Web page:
According to a Dow Jones VentureSource report released this morning, fewer US-based venture-backed companies exited in 2011 than the year before, but the deals netted more capital as the median price for M&A and buyouts, as well the median amount raised in initial public offerings, spiked.
Dow Jones VentureSource says there were 522 exits of venture-backed companies in the US throughout 2011, which represents a significant 4 percent drop in deal activity compared to 2010.
However, the capital netted from those exits increased an impressive 26 percent in 2011, compared to the year before.
Notably, for the first time in five years, acquisition activity in the fourth quarter of 2011 did not outpace the third quarter. In fact, Q4 2011 was apparently the least active quarter of the year.
Says Jessica Canning, global research director for Dow Jones VentureSource:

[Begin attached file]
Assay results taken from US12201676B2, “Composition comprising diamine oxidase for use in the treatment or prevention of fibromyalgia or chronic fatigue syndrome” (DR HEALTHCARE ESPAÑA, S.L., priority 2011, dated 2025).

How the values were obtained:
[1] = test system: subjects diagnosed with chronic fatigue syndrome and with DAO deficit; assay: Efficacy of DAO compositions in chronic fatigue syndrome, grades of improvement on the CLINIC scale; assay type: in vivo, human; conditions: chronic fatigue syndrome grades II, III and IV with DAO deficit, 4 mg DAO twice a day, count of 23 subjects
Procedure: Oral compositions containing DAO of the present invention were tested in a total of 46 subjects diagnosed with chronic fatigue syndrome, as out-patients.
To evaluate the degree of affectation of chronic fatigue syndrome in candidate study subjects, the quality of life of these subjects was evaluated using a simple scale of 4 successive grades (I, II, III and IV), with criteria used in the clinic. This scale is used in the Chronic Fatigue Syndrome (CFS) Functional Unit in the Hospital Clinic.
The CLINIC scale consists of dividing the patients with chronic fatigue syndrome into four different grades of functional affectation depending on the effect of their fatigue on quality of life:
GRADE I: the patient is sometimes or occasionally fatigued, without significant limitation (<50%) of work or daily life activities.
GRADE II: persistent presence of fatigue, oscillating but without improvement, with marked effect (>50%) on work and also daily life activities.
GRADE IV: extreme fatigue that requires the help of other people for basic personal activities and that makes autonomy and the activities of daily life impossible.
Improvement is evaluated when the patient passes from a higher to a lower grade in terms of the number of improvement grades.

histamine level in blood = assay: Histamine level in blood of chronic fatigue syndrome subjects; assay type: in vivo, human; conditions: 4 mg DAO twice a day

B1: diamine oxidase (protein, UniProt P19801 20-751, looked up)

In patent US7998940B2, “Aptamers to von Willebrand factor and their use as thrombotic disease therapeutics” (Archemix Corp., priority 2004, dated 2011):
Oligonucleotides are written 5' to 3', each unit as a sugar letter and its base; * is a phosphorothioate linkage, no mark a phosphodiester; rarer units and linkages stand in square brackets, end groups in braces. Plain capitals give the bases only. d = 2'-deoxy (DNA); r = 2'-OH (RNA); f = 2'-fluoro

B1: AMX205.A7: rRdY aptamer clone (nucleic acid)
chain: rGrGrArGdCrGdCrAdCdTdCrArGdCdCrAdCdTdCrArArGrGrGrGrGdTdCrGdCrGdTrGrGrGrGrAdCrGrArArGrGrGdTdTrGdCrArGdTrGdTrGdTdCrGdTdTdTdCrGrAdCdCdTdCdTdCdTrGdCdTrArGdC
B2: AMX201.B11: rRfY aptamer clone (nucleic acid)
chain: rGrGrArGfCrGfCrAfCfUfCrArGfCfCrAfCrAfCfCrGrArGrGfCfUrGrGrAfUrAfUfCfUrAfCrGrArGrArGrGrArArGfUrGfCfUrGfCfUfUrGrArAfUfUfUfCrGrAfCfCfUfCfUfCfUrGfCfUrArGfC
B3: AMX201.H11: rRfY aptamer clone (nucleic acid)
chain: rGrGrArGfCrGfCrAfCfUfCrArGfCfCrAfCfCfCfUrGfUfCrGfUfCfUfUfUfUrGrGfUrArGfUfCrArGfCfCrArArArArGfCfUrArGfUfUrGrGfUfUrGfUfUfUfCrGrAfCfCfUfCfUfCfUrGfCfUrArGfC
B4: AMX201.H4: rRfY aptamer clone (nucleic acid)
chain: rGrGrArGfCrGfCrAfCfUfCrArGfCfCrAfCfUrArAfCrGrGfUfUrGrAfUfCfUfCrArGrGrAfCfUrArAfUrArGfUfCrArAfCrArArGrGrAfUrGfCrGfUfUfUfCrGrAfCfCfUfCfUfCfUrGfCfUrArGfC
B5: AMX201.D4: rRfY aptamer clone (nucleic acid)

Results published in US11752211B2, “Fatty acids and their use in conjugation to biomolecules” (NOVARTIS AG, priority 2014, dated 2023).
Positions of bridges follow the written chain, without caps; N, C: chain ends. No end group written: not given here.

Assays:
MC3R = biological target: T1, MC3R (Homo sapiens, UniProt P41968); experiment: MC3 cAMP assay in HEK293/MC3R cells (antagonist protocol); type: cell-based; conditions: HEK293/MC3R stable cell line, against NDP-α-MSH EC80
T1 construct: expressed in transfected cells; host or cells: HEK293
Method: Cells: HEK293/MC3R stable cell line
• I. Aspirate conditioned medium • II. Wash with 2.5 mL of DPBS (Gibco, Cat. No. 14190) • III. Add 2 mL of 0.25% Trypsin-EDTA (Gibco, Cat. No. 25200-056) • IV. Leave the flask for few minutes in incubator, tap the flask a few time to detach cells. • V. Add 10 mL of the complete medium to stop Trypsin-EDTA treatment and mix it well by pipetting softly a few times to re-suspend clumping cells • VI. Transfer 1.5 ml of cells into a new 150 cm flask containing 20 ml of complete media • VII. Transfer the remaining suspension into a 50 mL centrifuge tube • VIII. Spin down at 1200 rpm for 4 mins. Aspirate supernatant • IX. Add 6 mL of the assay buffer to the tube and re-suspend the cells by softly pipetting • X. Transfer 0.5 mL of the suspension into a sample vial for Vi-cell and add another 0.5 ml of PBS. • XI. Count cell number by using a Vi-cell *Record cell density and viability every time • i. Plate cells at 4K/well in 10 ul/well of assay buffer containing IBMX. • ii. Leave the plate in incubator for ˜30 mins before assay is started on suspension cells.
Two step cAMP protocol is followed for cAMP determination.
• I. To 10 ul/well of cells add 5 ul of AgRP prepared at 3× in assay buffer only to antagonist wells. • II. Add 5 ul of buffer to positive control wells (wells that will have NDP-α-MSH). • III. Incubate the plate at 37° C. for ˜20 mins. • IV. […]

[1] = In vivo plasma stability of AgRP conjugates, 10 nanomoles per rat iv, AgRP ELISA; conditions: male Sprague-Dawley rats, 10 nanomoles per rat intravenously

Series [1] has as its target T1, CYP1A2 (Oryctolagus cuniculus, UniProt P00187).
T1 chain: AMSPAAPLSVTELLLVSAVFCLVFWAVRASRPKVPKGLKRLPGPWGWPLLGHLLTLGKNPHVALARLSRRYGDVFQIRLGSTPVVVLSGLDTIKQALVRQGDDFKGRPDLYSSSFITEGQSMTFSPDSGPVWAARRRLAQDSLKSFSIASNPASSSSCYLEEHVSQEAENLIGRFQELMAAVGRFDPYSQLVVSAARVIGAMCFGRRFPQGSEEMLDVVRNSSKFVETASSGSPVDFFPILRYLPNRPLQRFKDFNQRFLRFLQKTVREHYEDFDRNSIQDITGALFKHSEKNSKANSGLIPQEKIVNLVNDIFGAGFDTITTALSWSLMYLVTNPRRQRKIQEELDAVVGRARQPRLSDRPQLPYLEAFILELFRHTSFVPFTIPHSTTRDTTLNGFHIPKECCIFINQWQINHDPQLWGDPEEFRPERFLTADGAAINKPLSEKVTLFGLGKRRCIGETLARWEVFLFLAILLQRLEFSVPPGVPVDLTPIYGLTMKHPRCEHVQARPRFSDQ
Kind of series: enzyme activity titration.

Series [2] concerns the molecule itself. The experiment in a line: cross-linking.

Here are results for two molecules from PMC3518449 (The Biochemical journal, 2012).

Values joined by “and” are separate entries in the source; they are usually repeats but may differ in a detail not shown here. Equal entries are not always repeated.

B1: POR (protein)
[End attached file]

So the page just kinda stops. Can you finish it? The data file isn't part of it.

“Despite a slower acquisition pace capped with an uncharacteristic drop in deal activity in the fourth quarter, there are some positive signs heading into the new year. Acquisitions of companies liquidating their assets were halved in 2011 and companies are benefiting from lower start-up costs by taking capital farther toward a larger acquisition.”
According to Dow Jones VentureSource data, the median price that was paid for a company increased 77 percent (to $71 million) in 2011.
To reach an M&A or buyout, companies raised a median of $17 million in venture financing, 12 percent less than in 2010, and took a median of 5.3 years to build their company.
In 2011, 45 companies raised $5.4 billion by going public, significantly more than the $3.3 billion raised by 46 IPOs in 2010. A lot of that comes from the IPOs of tech giants Groupon and Zynga, which combined raised $1.7 billion by hitting the public markets.
Other notable tech IPOs included LinkedIn, Pandora, Yandex, Tudou and Renren.
And now, all eyes on Facebook.
The median amount of venture capital raised prior to an IPO rose 17 percent (to $85 million) in 2011.
The median amount of time it took a company to reach liquidity fell to 6.5 years, from 8.1 years in 2010. In other words, companies seem to be needing more capital but less time to get from founding to IPO in this day and age.
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